The proposed map includes 97 House districts — out of 150 — where John McCain beat Barack Obama in the 2008 presidential election.

Voters in 24 of the 36 congressional districts in the map sided with McCain in 2008.

And in the 31-district Senate map, only five districts are different from those in the map drawn by the Legislature. That resulted in a map with 20 districts that voted for McCain in 2008. That matches what the Legislature drew. State Sen. Wendy Davis' district, which has been the subject of most of the arguments in that map, would be slightly less Republican in the proposed map — 52.6 percent McCain instead of 56 percent.

The task force plaintiffs said the new congressional plan includes nine Latino seats and keeps the number of seats dominated by black voters where it is now. In comparison with the Legislature's version, they said, the House map adds a Latino district in El Paso, restores two in Nueces County, creates a new Latino district in Cameron and Hidalgo counties and another new one in Harris County. Those changes better reflect the population changes in the last census, they said.

The maps still face substantial opposition, and haven't been approved by the federal judges overseeing the litigation.

But the Lone Star Project, a Democratic group backing some of the plaintiffs who didn't join the agreement, said the numbers aren't that great. By their tally, the AG's proposal for Congress includes 11 minority opportunity districts out of 36 seats. The current map, they said, also has 11 minority districts, but only has 32 seats total. None of the four new seats, by their count, would be dominated by minority voters.

The objections carry over to other maps, too.

"There is no agreement on a Senate map," said Davis, D-Fort Worth. "Rather than meet the concerns of Texas voters, the Texas attorney general continues to advance the same effort to dilute minority voting strength as we saw attempted in the 82nd legislative session.  This is not a good faith effort."

State Rep. Trey Martinez Fischer, a San Antonio Democrat who heads MALC, said the proposal doesn't go far enough, calling them "a beginning point, not an end." He said the court should focus on the maps and not on when the primaries will take place.

"While all the parties support a primary as soon as possible, we want to ensure that Texans have fair and legal redistricting maps," he said. "MALC is encouraged that with the issuance of these maps the attorney general has made it clear that he accepts the growing reality that the maps adopted by the state Legislature for the state House, state Senate and United States Congress were constitutionally flawed and require immediate remedial action."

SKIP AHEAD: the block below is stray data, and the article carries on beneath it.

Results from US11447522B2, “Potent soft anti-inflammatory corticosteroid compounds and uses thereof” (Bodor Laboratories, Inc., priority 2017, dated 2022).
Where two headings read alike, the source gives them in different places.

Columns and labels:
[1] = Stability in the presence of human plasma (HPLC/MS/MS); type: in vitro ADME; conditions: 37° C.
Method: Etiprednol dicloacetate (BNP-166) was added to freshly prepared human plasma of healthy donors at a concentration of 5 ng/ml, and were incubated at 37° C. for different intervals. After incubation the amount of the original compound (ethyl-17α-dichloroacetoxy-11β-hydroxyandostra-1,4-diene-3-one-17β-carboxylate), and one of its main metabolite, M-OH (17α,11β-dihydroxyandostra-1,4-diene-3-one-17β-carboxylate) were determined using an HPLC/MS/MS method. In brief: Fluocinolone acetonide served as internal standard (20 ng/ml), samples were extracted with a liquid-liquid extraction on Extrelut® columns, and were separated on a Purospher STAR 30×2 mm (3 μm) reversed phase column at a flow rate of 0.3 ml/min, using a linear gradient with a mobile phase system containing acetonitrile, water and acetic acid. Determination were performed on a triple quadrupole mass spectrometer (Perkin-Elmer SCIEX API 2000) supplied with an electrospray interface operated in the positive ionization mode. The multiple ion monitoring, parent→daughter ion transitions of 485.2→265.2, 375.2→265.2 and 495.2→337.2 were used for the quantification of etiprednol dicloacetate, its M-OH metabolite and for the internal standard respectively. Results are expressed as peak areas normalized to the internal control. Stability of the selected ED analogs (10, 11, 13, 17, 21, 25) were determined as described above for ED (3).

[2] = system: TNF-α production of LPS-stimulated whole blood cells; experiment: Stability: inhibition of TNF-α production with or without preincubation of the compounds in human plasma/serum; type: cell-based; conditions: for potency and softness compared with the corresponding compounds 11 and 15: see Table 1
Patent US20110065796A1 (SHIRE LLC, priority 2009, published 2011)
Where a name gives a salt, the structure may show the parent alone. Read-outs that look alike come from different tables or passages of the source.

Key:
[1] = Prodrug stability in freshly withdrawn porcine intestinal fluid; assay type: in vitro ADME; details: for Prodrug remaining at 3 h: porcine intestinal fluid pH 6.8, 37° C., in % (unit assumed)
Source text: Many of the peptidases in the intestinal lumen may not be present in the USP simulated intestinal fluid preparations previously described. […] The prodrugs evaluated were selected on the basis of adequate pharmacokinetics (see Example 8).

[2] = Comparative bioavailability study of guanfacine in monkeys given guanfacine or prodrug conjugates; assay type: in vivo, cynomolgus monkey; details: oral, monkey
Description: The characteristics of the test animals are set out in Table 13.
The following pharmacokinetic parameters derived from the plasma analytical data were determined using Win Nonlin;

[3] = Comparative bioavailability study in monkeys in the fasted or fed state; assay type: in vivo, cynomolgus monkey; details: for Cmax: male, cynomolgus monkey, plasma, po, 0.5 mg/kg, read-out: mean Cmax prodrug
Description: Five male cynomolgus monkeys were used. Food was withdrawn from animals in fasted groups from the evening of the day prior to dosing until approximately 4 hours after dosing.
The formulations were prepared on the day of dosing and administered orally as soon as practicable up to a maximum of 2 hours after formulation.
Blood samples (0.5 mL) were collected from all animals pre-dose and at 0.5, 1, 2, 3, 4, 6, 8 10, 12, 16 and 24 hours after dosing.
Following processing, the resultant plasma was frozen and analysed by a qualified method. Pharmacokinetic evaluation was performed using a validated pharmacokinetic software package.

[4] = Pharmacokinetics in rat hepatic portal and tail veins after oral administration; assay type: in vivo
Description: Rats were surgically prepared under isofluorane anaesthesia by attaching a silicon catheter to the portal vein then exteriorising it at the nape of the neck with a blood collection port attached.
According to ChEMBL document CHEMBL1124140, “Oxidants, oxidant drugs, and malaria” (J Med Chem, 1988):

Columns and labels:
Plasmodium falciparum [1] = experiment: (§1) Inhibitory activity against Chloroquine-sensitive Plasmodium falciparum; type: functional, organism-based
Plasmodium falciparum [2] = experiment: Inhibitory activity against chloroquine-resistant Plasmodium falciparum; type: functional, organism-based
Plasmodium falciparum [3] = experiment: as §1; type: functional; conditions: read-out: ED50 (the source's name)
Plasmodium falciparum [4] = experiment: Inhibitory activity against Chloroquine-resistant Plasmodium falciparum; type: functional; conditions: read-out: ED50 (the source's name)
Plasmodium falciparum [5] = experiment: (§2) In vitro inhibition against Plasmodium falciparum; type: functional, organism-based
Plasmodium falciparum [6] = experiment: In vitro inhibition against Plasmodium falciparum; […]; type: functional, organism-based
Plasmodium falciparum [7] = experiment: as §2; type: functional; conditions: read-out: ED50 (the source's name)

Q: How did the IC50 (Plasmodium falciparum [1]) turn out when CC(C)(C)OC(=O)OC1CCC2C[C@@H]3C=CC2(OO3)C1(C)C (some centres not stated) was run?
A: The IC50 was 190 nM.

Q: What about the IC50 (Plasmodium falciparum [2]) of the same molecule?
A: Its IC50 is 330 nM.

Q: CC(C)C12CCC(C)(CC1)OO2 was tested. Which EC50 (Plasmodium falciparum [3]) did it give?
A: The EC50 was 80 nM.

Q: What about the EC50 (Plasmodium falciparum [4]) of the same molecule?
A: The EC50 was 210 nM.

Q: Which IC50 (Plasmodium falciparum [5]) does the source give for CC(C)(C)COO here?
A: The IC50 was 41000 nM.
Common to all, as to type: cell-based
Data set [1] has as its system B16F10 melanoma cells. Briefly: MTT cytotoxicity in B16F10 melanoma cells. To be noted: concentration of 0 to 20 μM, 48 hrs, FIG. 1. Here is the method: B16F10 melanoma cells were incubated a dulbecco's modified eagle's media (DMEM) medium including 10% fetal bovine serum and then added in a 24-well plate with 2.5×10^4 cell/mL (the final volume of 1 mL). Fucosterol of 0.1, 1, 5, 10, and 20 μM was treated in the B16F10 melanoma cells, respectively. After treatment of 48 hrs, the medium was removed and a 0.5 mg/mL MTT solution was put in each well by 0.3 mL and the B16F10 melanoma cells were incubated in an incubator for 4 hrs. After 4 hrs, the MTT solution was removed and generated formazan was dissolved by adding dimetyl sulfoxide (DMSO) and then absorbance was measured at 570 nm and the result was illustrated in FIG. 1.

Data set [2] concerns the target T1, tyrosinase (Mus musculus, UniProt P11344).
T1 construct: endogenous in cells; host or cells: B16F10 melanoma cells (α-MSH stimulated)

Abbott's deal doesn't make all Republicans happy, either. In his conference call, the attorney general was asked about objections from U.S. Rep. Joe Barton, R-Ennis. Abbott dismissed them, saying the congressman had been working to get a district that included the Dallas Cowboys' stadium in Arlington.

Abbott said he didn't think that was a big concern for the judges and it didn't involve any of the legal issues he and others are trying to resolve. In a written statement later, Barton said he would, in fact, like to keep the stadium in his district, but he said he's never had any conversations about his district lines with either Abbott or the AG's staff.

In an order at the end of the afternoon, the judges told the parties to keep talking and to be ready for hearings next week. "The court previously urged the parties to continue negotiations in an attempt to reach an agreement on interim redistricting plans. However, in the absence of a general agreement between all plaintiffs and the state of Texas, the parties are reminded that they must comply with all previously ordered deadlines. The parties should continue their negotiations to the extent possible, but all deadlines remain in place unless or until the court is notified that an agreement has been reached."